Alice Springs is the gateway to the great red outback. A road trip to Ayers Rock is a popular choice and one of the top routes in Australia. There’s plenty to see and do along the way to Uluru with your Alice Springs Airport car hire.
From Alice Springs, you will start the journey to Ayers Rock by heading south on the Stuart Highway. Passing through Heavitree Gap, you’ll come to Mt Polhill, which is a basic road stop, and a little distance beyond that, to the massive Owen Springs Reserve. This is a rich historical area, with geocaching, Aboriginal rock art, bird watching and free camping spots. Once a cattle ranch, it opened to the public as a reserve in 2003. If you have a 4WD, take the unsealed road through to the Waterhouse Range, a place of great spiritual meaning.
Along the Hugh River there are many great camp sites. The whole area within Lawrence Gorge is available for camping.
75km south of Alice Springs you will come to the Rainbow Valley turnoff. This has some basic facilities – BBQs, picnic tables and long drop toilets. Or carry on another 5 km to Stuarts Well Roadhouse. There is a caravan park here as well as toilets, restaurant and lots of animals – emus, kangaroos, even camels.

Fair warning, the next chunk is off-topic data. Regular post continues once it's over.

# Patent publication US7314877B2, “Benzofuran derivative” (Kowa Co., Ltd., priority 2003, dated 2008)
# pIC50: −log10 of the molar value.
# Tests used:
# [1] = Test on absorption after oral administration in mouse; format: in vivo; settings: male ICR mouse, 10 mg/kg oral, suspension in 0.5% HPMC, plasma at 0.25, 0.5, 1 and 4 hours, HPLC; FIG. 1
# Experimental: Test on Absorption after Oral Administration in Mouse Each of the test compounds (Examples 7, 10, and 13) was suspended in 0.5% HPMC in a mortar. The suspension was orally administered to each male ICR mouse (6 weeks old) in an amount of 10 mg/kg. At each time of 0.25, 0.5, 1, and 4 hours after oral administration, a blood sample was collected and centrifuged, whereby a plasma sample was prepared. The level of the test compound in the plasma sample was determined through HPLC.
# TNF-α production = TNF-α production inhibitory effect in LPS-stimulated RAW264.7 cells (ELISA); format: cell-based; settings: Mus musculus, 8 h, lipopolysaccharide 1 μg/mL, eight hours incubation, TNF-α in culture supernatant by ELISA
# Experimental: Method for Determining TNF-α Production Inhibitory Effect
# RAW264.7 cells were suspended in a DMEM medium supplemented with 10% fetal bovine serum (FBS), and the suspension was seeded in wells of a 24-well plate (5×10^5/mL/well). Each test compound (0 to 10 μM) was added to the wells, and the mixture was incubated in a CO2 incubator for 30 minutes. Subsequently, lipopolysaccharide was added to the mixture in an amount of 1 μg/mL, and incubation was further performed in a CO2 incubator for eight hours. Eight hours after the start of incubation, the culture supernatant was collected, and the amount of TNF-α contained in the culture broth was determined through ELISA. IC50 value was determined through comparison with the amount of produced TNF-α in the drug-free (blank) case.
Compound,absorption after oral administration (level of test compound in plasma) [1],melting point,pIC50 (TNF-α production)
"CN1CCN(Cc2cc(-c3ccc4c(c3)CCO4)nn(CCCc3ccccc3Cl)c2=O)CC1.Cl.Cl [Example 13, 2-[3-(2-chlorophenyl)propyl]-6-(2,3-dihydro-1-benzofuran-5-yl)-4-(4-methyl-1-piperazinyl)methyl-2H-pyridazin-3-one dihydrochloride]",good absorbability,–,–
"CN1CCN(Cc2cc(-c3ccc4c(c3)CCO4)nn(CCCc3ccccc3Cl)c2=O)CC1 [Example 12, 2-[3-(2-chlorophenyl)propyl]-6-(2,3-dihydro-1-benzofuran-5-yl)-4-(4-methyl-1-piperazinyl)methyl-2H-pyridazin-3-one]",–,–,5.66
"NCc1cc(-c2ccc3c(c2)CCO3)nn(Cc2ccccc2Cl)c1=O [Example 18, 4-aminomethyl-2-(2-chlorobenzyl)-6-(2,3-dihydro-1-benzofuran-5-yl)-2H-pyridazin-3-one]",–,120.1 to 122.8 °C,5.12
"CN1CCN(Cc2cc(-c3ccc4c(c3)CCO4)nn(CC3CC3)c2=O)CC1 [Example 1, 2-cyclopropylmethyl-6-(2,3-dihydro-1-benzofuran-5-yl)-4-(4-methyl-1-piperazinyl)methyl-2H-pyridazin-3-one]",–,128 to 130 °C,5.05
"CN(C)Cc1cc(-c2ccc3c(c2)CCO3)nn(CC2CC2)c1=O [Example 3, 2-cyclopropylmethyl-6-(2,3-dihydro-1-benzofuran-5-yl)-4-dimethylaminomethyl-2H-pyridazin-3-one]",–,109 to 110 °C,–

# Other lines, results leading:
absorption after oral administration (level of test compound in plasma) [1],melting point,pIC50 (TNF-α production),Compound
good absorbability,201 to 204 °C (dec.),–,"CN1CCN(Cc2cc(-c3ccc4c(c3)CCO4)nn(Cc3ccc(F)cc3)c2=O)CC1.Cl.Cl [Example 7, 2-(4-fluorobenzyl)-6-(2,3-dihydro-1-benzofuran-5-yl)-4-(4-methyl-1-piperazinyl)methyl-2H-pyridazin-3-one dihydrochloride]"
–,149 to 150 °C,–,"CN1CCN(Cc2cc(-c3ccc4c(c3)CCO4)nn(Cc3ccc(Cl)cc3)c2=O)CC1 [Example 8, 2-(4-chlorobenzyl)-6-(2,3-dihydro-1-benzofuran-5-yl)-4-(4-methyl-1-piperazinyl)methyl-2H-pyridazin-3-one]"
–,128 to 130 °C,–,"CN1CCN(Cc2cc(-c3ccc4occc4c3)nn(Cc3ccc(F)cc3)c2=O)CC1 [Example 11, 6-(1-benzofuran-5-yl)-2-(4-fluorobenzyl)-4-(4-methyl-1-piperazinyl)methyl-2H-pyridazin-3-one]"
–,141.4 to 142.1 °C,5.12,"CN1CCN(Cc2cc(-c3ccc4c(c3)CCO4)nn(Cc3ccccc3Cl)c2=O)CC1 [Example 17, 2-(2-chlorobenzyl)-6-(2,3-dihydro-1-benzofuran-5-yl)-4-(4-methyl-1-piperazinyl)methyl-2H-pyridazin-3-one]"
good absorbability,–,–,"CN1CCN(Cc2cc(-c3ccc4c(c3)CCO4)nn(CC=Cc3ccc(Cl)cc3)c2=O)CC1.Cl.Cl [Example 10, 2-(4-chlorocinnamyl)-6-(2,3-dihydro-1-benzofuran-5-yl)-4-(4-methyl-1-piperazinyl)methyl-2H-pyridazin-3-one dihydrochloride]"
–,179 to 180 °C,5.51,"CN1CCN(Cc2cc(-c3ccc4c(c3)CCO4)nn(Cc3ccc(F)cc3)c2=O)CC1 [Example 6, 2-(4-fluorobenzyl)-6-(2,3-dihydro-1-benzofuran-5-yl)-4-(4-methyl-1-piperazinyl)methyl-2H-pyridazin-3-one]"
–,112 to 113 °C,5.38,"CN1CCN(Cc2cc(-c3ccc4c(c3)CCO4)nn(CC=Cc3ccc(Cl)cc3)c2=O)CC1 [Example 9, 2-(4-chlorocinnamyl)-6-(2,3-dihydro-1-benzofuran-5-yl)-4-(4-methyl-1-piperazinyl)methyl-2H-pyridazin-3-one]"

Further along the Stuart Highway brings you to the Finke River rest area and the Desert Oaks rest areas, both popular stopping spots with basic amenities. After this, another landmark is Erldunda Roadhouse. Here there’s a caravan park, service station, cafe and tavern, and cell phone reception – you’re unlikely to get coverage beyond here.
Turn right onto the Lasseter Highway for the last stretch of the journey on to Uluru, which is about 250km. About halfway through you may spot Mt Conner and mistake it for Ayers Rock – don’t be fooled! (There is no public access to Mt Conner.) Carry on until you reach the real Ayers Rock.
The drive from Alice Springs to Ayers Rock is a good solid half-day drive – leave at least 5 hours. The road is sealed and straight, however you must watch out for animals. Cattle roam freely, and at night, kangaroos are also active. Don’t attempt the drive in the dark.